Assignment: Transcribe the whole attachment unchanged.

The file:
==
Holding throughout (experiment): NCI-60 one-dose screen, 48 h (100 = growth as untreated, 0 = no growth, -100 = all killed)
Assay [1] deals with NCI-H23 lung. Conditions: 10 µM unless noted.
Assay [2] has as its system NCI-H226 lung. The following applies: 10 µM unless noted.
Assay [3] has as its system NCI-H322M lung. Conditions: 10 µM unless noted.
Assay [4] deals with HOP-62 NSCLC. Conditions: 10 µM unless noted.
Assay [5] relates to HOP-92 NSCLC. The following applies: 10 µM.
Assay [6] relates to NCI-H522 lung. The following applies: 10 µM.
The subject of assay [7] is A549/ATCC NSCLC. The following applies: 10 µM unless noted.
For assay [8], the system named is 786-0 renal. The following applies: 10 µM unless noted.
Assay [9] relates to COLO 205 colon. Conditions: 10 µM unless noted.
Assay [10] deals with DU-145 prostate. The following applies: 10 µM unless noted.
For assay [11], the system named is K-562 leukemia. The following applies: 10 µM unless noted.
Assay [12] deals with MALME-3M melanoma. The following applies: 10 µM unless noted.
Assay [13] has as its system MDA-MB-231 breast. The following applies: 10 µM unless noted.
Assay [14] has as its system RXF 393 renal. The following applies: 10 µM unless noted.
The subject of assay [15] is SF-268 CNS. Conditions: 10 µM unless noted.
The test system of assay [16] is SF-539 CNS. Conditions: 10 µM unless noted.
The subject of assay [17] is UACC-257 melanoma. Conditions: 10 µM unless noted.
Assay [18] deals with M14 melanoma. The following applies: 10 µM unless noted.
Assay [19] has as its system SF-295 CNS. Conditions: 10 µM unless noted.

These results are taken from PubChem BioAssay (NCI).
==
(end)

Holding throughout (experiment): NCI-60 one-dose screen, 48 h (100 = growth as untreated, 0 = no growth, -100 = all killed)
Assay [1] deals with NCI-H23 lung. Conditions: 10 µM unless noted.
Assay [2] has as its system NCI-H226 lung. The following applies: 10 µM unless noted.
Assay [3] has as its system NCI-H322M lung. Conditions: 10 µM unless noted.
Assay [4] deals with HOP-62 NSCLC. Conditions: 10 µM unless noted.
Assay [5] relates to HOP-92 NSCLC. The following applies: 10 µM.
Assay [6] relates to NCI-H522 lung. The following applies: 10 µM.
The subject of assay [7] is A549/ATCC NSCLC. The following applies: 10 µM unless noted.
For assay [8], the system named is 786-0 renal. The following applies: 10 µM unless noted.
Assay [9] relates to COLO 205 colon. Conditions: 10 µM unless noted.
Assay [10] deals with DU-145 prostate. The following applies: 10 µM unless noted.
For assay [11], the system named is K-562 leukemia. The following applies: 10 µM unless noted.
Assay [12] deals with MALME-3M melanoma. The following applies: 10 µM unless noted.
Assay [13] has as its system MDA-MB-231 breast. The following applies: 10 µM unless noted.
Assay [14] has as its system RXF 393 renal. The following applies: 10 µM unless noted.
The subject of assay [15] is SF-268 CNS. Conditions: 10 µM unless noted.
The test system of assay [16] is SF-539 CNS. Conditions: 10 µM unless noted.
The subject of assay [17] is UACC-257 melanoma. Conditions: 10 µM unless noted.
Assay [18] deals with M14 melanoma. The following applies: 10 µM unless noted.
Assay [19] has as its system SF-295 CNS. Conditions: 10 µM unless noted.

These results are taken from PubChem BioAssay (NCI).